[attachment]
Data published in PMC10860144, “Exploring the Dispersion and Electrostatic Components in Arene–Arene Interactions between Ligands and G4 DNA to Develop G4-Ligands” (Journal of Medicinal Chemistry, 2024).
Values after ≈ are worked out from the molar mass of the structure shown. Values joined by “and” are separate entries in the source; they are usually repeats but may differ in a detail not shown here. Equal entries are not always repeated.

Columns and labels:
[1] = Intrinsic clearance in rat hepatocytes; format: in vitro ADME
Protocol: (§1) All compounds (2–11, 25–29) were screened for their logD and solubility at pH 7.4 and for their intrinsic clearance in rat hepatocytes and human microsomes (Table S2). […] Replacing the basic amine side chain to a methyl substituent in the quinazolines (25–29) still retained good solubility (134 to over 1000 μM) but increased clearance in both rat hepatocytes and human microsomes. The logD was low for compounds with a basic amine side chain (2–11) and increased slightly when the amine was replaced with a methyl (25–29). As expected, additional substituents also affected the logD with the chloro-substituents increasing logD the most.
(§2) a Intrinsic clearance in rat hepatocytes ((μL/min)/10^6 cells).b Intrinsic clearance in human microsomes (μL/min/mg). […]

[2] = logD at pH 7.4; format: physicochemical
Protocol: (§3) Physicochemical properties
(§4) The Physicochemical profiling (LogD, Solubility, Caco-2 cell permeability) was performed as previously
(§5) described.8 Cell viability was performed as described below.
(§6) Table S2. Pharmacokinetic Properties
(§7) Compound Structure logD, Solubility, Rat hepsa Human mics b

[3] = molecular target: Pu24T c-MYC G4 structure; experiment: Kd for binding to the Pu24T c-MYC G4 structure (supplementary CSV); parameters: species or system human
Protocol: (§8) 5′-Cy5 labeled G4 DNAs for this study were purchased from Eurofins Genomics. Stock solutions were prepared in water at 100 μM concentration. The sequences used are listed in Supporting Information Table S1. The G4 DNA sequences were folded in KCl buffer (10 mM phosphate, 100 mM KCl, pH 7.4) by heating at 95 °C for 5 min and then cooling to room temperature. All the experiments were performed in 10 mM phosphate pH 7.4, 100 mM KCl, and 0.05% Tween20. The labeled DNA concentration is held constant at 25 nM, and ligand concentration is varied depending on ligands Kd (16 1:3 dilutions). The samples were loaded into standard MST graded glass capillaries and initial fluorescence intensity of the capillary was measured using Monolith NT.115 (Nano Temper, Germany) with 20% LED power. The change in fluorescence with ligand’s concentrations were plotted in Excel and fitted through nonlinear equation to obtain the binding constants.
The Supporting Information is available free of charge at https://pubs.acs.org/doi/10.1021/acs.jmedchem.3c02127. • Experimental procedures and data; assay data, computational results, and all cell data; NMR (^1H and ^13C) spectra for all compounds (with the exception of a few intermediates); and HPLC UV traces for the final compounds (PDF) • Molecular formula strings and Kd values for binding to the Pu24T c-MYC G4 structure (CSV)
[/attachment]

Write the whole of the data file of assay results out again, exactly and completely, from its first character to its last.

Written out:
Data published in PMC10860144, “Exploring the Dispersion and Electrostatic Components in Arene–Arene Interactions between Ligands and G4 DNA to Develop G4-Ligands” (Journal of Medicinal Chemistry, 2024).
Values after ≈ are worked out from the molar mass of the structure shown. Values joined by “and” are separate entries in the source; they are usually repeats but may differ in a detail not shown here. Equal entries are not always repeated.

Columns and labels:
[1] = Intrinsic clearance in rat hepatocytes; format: in vitro ADME
Protocol: (§1) All compounds (2–11, 25–29) were screened for their logD and solubility at pH 7.4 and for their intrinsic clearance in rat hepatocytes and human microsomes (Table S2). […] Replacing the basic amine side chain to a methyl substituent in the quinazolines (25–29) still retained good solubility (134 to over 1000 μM) but increased clearance in both rat hepatocytes and human microsomes. The logD was low for compounds with a basic amine side chain (2–11) and increased slightly when the amine was replaced with a methyl (25–29). As expected, additional substituents also affected the logD with the chloro-substituents increasing logD the most.
(§2) a Intrinsic clearance in rat hepatocytes ((μL/min)/10^6 cells).b Intrinsic clearance in human microsomes (μL/min/mg). […]

[2] = logD at pH 7.4; format: physicochemical
Protocol: (§3) Physicochemical properties
(§4) The Physicochemical profiling (LogD, Solubility, Caco-2 cell permeability) was performed as previously
(§5) described.8 Cell viability was performed as described below.
(§6) Table S2. Pharmacokinetic Properties
(§7) Compound Structure logD, Solubility, Rat hepsa Human mics b

[3] = molecular target: Pu24T c-MYC G4 structure; experiment: Kd for binding to the Pu24T c-MYC G4 structure (supplementary CSV); parameters: species or system human
Protocol: (§8) 5′-Cy5 labeled G4 DNAs for this study were purchased from Eurofins Genomics. Stock solutions were prepared in water at 100 μM concentration. The sequences used are listed in Supporting Information Table S1. The G4 DNA sequences were folded in KCl buffer (10 mM phosphate, 100 mM KCl, pH 7.4) by heating at 95 °C for 5 min and then cooling to room temperature. All the experiments were performed in 10 mM phosphate pH 7.4, 100 mM KCl, and 0.05% Tween20. The labeled DNA concentration is held constant at 25 nM, and ligand concentration is varied depending on ligands Kd (16 1:3 dilutions). The samples were loaded into standard MST graded glass capillaries and initial fluorescence intensity of the capillary was measured using Monolith NT.115 (Nano Temper, Germany) with 20% LED power. The change in fluorescence with ligand’s concentrations were plotted in Excel and fitted through nonlinear equation to obtain the binding constants.
The Supporting Information is available free of charge at https://pubs.acs.org/doi/10.1021/acs.jmedchem.3c02127. • Experimental procedures and data; assay data, computational results, and all cell data; NMR (^1H and ^13C) spectra for all compounds (with the exception of a few intermediates); and HPLC UV traces for the final compounds (PDF) • Molecular formula strings and Kd values for binding to the Pu24T c-MYC G4 structure (CSV)